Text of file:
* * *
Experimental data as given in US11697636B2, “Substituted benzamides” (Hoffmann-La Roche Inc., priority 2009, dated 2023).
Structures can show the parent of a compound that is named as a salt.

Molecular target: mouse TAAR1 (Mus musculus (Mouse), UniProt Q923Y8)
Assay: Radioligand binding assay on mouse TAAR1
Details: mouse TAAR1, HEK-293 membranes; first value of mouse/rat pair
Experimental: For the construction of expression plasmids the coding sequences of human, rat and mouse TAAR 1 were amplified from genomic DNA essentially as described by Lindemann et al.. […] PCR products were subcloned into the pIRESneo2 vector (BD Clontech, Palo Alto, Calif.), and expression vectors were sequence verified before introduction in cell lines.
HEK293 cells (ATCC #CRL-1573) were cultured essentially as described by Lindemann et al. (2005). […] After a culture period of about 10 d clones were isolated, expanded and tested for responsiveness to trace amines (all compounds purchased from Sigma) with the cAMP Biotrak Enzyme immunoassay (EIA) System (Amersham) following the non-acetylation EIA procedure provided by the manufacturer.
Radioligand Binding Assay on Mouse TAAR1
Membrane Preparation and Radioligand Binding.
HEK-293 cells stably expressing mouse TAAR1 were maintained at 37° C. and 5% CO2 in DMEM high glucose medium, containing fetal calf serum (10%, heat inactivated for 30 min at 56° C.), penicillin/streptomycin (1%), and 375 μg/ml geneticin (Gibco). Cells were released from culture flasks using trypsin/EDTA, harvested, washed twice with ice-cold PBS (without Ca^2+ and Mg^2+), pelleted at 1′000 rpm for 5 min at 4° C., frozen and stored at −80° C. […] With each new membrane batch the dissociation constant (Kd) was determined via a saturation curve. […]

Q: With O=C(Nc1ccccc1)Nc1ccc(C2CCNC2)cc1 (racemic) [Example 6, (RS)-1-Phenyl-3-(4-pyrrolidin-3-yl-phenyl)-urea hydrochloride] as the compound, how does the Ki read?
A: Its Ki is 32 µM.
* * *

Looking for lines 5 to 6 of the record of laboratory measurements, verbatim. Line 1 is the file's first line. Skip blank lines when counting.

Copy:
Details: mouse TAAR1, HEK-293 membranes; first value of mouse/rat pair
Experimental: For the construction of expression plasmids the coding sequences of human, rat and mouse TAAR 1 were amplified from genomic DNA essentially as described by Lindemann et al.. […] PCR products were subcloned into the pIRESneo2 vector (BD Clontech, Palo Alto, Calif.), and expression vectors were sequence verified before introduction in cell lines.